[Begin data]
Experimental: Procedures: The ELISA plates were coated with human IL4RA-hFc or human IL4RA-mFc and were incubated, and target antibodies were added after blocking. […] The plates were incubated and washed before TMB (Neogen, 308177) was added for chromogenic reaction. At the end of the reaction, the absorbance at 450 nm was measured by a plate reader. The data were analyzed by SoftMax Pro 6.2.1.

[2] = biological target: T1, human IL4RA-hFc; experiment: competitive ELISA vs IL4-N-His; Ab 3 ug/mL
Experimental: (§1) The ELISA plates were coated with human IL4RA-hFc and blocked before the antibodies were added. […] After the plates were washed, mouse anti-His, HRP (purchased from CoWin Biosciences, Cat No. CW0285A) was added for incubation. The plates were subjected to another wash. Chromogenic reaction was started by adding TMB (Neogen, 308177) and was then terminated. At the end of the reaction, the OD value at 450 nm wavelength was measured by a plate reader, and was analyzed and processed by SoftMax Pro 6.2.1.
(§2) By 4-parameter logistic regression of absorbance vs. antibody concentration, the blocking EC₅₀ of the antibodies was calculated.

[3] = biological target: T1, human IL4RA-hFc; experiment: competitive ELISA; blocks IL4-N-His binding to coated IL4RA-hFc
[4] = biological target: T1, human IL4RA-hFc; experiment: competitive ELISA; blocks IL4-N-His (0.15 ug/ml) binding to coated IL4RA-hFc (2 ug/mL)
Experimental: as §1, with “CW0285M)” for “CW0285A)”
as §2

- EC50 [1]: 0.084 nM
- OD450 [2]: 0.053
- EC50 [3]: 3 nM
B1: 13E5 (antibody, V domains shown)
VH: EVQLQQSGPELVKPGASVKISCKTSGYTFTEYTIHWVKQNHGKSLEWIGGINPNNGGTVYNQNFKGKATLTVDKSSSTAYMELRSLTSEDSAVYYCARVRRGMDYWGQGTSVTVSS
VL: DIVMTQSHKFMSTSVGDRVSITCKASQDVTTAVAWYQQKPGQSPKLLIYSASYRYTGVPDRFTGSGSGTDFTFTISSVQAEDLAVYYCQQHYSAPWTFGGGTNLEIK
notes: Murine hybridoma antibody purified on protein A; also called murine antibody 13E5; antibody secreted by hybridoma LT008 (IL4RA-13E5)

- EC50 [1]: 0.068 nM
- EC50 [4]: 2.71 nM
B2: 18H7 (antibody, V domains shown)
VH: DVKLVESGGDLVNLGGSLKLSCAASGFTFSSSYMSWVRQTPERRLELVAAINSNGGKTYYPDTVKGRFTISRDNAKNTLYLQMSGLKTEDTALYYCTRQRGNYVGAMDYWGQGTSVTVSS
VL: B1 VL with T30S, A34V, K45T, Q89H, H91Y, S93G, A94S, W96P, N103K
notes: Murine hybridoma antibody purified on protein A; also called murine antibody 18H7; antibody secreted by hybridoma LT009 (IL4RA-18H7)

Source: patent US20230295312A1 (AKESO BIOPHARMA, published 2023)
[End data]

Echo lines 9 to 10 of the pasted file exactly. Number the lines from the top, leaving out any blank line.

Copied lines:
- EC50 [1]: 0.084 nM
- OD450 [2]: 0.053